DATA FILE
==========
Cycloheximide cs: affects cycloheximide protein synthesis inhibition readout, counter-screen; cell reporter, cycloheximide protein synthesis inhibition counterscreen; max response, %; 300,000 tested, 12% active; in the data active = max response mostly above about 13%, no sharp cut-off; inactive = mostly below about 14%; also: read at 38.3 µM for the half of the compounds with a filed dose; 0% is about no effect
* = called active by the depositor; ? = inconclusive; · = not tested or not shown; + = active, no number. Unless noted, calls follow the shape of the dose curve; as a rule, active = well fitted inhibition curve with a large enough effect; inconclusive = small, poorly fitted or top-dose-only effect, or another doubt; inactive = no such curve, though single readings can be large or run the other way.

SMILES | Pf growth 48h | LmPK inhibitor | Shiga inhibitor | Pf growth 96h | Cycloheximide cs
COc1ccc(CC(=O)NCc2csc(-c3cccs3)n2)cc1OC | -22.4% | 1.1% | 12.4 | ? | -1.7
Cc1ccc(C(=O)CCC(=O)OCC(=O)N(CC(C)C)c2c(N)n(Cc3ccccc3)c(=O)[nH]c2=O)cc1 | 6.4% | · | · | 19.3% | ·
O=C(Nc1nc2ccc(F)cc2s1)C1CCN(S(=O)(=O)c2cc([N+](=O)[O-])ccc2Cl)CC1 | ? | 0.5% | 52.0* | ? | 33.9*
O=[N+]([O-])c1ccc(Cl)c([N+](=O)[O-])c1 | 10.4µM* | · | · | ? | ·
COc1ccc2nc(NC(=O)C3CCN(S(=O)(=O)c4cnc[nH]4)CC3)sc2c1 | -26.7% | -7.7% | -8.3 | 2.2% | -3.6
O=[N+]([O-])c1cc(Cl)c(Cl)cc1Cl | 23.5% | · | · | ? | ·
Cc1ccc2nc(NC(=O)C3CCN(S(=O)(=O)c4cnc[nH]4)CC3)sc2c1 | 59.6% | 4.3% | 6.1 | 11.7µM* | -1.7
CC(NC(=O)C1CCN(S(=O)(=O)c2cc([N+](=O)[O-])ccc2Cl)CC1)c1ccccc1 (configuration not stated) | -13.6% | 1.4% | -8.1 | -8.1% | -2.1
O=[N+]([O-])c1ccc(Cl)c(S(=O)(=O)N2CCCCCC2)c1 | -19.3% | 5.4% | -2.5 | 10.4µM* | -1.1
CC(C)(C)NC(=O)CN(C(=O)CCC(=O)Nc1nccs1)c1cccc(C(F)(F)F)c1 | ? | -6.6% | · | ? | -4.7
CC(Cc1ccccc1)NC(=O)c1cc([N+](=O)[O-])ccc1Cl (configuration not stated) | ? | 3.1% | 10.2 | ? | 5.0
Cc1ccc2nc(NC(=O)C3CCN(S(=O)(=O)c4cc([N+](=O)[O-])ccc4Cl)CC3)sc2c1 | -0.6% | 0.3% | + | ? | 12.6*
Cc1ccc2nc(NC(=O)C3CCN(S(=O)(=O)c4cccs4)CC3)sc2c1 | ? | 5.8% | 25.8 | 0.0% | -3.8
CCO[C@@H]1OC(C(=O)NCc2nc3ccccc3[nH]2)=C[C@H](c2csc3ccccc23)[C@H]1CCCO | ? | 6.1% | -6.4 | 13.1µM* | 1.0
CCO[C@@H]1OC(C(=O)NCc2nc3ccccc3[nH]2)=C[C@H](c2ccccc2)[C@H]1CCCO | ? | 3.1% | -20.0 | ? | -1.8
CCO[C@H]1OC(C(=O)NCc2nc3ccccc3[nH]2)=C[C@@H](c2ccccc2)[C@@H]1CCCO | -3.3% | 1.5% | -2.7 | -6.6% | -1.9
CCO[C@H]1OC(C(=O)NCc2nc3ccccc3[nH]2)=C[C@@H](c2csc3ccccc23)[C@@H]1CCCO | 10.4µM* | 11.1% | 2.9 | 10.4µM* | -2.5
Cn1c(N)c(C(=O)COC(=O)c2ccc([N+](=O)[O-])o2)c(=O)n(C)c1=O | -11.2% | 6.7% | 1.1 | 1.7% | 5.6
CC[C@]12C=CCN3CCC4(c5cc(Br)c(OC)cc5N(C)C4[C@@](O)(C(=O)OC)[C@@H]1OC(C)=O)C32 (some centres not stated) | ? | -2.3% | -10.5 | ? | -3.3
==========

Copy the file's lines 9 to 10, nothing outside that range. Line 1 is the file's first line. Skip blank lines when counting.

O=[N+]([O-])c1cc(Cl)c(Cl)cc1Cl | 23.5% | · | · | ? | ·
Cc1ccc2nc(NC(=O)C3CCN(S(=O)(=O)c4cnc[nH]4)CC3)sc2c1 | 59.6% | 4.3% | 6.1 | 11.7µM* | -1.7